Seeing you take your rightful place, based solely on your wisdom,
stamina and character, is a balm for the weary warriors of hope,
previously only sung about.

I would advise you to remember that you did not create the disaster
that the world is experiencing, and you alone are not responsible
for bringing the world back to balance. A primary responsibility
that you do have, however, is to cultivate happiness in your own
life. To make a schedule that permits sufficient time of rest and
play with your gorgeous wife and lovely daughters. And so on. One
gathers that your family is large.

We are used to seeing men in the
White House soon become juiceless and as white-haired as the
building; we notice their wives and children looking strained and
stressed. They soon have smiles so lacking in joy that they remind
us of scissors. This is no way to lead. Nor does your family
deserve this fate. One way of thinking about all this is: It is so
bad now that there is no excuse not to relax.

From your happy,
relaxed state, you can model real success, which is all that so
many people in the world really want. They may buy endless cars and
houses and furs and gobble up all the attention and space they can
manage, or barely manage, but this is because it is not yet clear
to them that success is truly an inside job. That it is within the
reach of almost everyone.

I would further advise you not to take on other people’s enemies.
Most damage that others do to us is out of fear, humiliation and
pain. Those feelings occur in all of us, not just in those of us
who profess a certain religious or racial devotion. We must learn
actually not to have enemies, but only confused adversaries who are
ourselves in disguise. It is understood by all that you are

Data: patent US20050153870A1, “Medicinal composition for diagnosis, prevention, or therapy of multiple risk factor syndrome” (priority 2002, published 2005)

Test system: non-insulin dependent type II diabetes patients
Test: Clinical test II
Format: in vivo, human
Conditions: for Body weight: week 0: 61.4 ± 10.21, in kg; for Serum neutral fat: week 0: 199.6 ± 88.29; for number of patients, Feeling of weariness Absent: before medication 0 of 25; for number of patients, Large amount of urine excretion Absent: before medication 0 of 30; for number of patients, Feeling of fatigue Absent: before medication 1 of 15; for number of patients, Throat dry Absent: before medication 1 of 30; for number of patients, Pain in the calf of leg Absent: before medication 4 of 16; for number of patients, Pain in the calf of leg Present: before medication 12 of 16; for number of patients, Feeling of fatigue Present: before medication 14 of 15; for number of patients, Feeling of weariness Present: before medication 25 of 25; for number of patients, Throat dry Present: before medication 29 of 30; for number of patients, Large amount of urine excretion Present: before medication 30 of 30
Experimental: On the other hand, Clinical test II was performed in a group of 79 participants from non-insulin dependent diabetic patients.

commander in chief of the United States and are sworn to protect
our beloved country; this we understand, completely. However, as my
mother used to say, quoting a Bible with which I often fought,
“hate the sin, but love the sinner.”

There must be no more crushing
of whole communities, no more torture, no more dehumanizing as a
means of ruling a people’s spirit. This has already happened to
people of color, poor people, women, children. We see where this
leads, where it has led.

A good model of how to “work with the enemy” internally is
presented by the Dalai Lama, in his endless caretaking of his soul
as he confronts the Chinese government that invaded Tibet. Because,
finally, it is the soul that must be preserved, if one is to remain
a credible leader. All else might be lost; but when the soul dies,
the connection to earth, to peoples, to animals, to rivers, to
mountain ranges, purple and majestic, also dies.

And your smile,
with which we watch you do gracious battle with unjust
characterizations, distortions and lies, is that expression of
healthy self-worth, spirit and soul, that, kept happy and free and
relaxed, can find an answering smile in all of us, lighting our
way, and brightening the world.

We are the ones we have been waiting for.”

In Peace and Joy,
Alice Walker

November 15, 2008 Posted by | Family Issues, Free Speech, Generational, Interconnected, Leadership, Living Conditions, NonFiction, Relationships, Social Issues, Spiritual | 4 Comments